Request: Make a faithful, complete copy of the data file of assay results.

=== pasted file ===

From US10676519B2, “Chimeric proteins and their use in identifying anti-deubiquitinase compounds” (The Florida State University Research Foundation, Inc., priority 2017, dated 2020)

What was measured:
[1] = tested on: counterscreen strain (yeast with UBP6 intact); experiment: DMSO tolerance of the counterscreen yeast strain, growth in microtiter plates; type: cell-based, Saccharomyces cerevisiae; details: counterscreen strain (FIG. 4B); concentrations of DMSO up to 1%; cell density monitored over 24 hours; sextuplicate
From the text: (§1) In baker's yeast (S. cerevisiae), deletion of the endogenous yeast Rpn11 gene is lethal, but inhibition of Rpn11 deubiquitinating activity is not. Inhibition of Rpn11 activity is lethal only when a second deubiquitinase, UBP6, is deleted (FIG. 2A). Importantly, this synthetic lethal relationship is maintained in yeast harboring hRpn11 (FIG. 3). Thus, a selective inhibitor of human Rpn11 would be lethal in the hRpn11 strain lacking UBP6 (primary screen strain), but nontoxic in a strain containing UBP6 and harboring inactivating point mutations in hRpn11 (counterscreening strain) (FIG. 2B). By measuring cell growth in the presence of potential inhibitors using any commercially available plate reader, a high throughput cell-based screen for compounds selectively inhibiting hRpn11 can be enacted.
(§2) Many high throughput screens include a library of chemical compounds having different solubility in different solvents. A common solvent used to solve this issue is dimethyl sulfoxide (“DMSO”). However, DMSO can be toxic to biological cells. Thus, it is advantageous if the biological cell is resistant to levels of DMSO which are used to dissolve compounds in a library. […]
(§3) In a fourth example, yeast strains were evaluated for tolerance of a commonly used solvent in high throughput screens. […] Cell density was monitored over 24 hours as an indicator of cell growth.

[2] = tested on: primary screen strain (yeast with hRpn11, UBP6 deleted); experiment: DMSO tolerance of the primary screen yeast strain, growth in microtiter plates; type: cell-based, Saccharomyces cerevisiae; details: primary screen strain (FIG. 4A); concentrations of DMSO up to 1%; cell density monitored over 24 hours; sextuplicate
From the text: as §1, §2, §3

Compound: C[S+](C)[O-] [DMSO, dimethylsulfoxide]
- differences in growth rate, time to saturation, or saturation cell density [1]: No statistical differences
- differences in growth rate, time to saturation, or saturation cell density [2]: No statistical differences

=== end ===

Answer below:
From US10676519B2, “Chimeric proteins and their use in identifying anti-deubiquitinase compounds” (The Florida State University Research Foundation, Inc., priority 2017, dated 2020)

What was measured:
[1] = tested on: counterscreen strain (yeast with UBP6 intact); experiment: DMSO tolerance of the counterscreen yeast strain, growth in microtiter plates; type: cell-based, Saccharomyces cerevisiae; details: counterscreen strain (FIG. 4B); concentrations of DMSO up to 1%; cell density monitored over 24 hours; sextuplicate
From the text: (§1) In baker's yeast (S. cerevisiae), deletion of the endogenous yeast Rpn11 gene is lethal, but inhibition of Rpn11 deubiquitinating activity is not. Inhibition of Rpn11 activity is lethal only when a second deubiquitinase, UBP6, is deleted (FIG. 2A). Importantly, this synthetic lethal relationship is maintained in yeast harboring hRpn11 (FIG. 3). Thus, a selective inhibitor of human Rpn11 would be lethal in the hRpn11 strain lacking UBP6 (primary screen strain), but nontoxic in a strain containing UBP6 and harboring inactivating point mutations in hRpn11 (counterscreening strain) (FIG. 2B). By measuring cell growth in the presence of potential inhibitors using any commercially available plate reader, a high throughput cell-based screen for compounds selectively inhibiting hRpn11 can be enacted.
(§2) Many high throughput screens include a library of chemical compounds having different solubility in different solvents. A common solvent used to solve this issue is dimethyl sulfoxide (“DMSO”). However, DMSO can be toxic to biological cells. Thus, it is advantageous if the biological cell is resistant to levels of DMSO which are used to dissolve compounds in a library. […]
(§3) In a fourth example, yeast strains were evaluated for tolerance of a commonly used solvent in high throughput screens. […] Cell density was monitored over 24 hours as an indicator of cell growth.

[2] = tested on: primary screen strain (yeast with hRpn11, UBP6 deleted); experiment: DMSO tolerance of the primary screen yeast strain, growth in microtiter plates; type: cell-based, Saccharomyces cerevisiae; details: primary screen strain (FIG. 4A); concentrations of DMSO up to 1%; cell density monitored over 24 hours; sextuplicate
From the text: as §1, §2, §3

Compound: C[S+](C)[O-] [DMSO, dimethylsulfoxide]
- differences in growth rate, time to saturation, or saturation cell density [1]: No statistical differences
- differences in growth rate, time to saturation, or saturation cell density [2]: No statistical differences